# Adding multiple Icons (Win32-Resource) to .NET-Application

it is possible to set the Application-Icon in the Project Properties. If you do this the exe will have this icon instead of the default one. this icon is a win32-resource and can also be accessed like this:

i want to have special icons for filetypes which are used by my program. to associate an filetype-icon i can specify it in the registry ("MyProg.exe,1" in the "DefaultIcon" Key).

so how to ADD MORE icons to the assembly that i can use it for the filetype-association?

thank you very much

ps: it is a WPF-Application (.NET 4.0)

Windows doesn't know anything about managed resources, you need to add unmanaged resources to your executable. In parapura's screenshot, you need to select the Resource file radio button. That requires a .res file, a binary file that's created by running the Windows SDK rc.exe tool on a .rc file. The .rc file is a simple text file that contains resource statements, similar to this:

1 ICON "mainicon.ico"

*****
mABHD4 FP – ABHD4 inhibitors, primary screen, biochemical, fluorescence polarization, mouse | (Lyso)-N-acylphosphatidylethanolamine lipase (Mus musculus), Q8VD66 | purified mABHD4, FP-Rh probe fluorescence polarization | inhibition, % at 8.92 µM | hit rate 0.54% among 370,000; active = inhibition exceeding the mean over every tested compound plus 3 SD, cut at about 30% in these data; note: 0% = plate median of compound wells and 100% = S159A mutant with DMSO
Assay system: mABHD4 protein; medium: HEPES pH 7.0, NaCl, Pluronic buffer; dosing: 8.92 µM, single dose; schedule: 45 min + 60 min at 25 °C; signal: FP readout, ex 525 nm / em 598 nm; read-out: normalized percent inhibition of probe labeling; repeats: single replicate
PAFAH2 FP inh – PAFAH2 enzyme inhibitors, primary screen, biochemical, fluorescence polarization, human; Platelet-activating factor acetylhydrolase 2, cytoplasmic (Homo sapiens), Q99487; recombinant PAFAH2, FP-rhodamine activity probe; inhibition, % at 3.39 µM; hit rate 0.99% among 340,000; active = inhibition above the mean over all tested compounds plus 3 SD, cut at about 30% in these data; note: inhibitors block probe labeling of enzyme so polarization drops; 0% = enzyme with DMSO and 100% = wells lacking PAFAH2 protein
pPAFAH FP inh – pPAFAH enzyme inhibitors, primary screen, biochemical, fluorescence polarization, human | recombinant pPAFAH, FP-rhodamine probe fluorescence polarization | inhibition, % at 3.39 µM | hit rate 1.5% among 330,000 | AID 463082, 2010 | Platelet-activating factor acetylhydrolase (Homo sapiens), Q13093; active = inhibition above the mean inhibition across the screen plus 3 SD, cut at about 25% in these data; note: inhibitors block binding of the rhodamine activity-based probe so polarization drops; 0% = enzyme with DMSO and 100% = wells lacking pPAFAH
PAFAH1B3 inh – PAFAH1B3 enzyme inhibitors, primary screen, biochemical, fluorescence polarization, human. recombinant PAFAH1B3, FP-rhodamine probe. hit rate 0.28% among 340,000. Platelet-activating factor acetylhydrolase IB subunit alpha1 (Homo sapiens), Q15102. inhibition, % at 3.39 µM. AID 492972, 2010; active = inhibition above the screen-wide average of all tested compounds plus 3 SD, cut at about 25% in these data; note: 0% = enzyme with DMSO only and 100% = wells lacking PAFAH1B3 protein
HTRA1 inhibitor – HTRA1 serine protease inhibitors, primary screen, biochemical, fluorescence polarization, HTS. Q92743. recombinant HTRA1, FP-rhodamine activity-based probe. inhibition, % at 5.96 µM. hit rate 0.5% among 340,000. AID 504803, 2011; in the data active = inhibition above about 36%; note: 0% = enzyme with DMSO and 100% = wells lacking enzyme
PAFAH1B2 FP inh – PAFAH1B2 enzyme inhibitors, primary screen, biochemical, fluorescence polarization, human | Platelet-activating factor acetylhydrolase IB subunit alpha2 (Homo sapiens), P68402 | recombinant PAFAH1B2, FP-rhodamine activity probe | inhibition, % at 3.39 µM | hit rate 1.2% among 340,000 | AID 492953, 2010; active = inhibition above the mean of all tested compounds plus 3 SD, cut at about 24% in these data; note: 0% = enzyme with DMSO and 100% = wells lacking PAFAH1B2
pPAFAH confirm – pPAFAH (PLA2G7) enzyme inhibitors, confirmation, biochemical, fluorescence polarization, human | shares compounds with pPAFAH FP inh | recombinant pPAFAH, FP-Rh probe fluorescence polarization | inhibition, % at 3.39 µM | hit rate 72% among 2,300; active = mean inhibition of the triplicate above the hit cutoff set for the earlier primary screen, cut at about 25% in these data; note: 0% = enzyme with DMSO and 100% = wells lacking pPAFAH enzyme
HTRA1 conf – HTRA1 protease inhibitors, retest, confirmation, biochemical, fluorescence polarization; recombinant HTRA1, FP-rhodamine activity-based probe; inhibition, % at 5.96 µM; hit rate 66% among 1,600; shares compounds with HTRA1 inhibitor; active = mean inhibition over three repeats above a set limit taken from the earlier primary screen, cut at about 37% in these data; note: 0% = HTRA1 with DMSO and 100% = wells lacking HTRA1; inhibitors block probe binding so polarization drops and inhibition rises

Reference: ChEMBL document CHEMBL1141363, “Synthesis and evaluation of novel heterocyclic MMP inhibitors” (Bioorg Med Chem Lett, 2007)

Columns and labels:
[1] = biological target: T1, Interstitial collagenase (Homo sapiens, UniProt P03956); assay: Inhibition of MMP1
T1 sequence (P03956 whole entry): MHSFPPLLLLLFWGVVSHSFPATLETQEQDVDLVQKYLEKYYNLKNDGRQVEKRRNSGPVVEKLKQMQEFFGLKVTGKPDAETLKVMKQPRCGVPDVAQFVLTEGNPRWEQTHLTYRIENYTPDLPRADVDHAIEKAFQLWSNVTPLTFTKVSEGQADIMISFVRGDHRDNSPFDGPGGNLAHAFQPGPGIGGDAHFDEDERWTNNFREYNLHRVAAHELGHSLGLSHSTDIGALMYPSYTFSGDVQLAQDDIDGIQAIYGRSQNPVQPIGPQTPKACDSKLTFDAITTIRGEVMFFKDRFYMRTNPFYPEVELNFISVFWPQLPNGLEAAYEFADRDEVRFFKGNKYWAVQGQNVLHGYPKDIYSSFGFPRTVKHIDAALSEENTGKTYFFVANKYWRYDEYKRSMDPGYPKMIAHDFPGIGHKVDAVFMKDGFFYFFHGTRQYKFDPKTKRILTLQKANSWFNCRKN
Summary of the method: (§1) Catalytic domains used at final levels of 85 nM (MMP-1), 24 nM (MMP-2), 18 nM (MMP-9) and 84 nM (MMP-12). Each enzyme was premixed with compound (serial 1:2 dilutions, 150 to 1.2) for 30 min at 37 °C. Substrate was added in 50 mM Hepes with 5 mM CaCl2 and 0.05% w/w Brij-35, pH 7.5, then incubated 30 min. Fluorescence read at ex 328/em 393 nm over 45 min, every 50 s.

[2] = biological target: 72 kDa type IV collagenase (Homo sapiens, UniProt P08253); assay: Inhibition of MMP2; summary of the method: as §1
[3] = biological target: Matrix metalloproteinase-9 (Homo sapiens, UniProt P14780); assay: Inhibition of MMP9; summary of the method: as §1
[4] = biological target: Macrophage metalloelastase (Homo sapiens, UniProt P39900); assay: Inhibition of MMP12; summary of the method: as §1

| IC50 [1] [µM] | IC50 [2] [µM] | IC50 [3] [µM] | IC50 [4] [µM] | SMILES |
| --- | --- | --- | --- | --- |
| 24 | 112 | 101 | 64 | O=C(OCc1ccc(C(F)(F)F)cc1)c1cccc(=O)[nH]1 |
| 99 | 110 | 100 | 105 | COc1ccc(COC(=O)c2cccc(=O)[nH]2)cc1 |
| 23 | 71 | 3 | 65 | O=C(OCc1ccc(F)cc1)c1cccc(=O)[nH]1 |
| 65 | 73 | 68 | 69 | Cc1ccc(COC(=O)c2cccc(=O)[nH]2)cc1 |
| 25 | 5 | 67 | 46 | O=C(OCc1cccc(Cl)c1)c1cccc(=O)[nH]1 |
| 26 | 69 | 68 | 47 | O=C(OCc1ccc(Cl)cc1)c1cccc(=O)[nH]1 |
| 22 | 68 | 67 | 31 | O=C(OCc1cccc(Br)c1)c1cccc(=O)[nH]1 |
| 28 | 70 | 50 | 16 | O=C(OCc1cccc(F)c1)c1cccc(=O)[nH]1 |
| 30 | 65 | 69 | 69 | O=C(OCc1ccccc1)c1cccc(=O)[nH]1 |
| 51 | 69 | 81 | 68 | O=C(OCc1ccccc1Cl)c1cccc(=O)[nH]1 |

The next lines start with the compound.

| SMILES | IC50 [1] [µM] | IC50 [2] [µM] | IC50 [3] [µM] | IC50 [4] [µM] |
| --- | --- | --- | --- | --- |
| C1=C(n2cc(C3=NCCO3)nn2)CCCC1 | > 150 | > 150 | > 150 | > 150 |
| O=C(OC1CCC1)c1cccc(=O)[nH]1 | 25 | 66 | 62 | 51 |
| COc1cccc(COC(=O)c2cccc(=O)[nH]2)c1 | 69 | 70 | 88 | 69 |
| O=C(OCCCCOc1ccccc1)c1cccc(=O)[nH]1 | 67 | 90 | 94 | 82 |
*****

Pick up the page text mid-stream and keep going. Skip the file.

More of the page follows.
2 ICON "alternative1.ico"
3 ICON "alternative2.ico"
1 24 "app.manifest"


Be sure to save this file into your project folder without utf-8 encoding, using Notepad is best. Create the required app.manifest file with Project + Add New Item, Application Manifest File. Add this .rc file to your project with Project + Add Existing Item. Double-click it and verify that you can see the icons and the manifest. Right-click the top node, Add Resource and click Version + New. Edit the version info, beware that it will no longer automatically match the attributes in AssemblyInfo.cs

You can compile the .rc file into a .res file with the Visual Studio Command prompt:

rc /r something.rc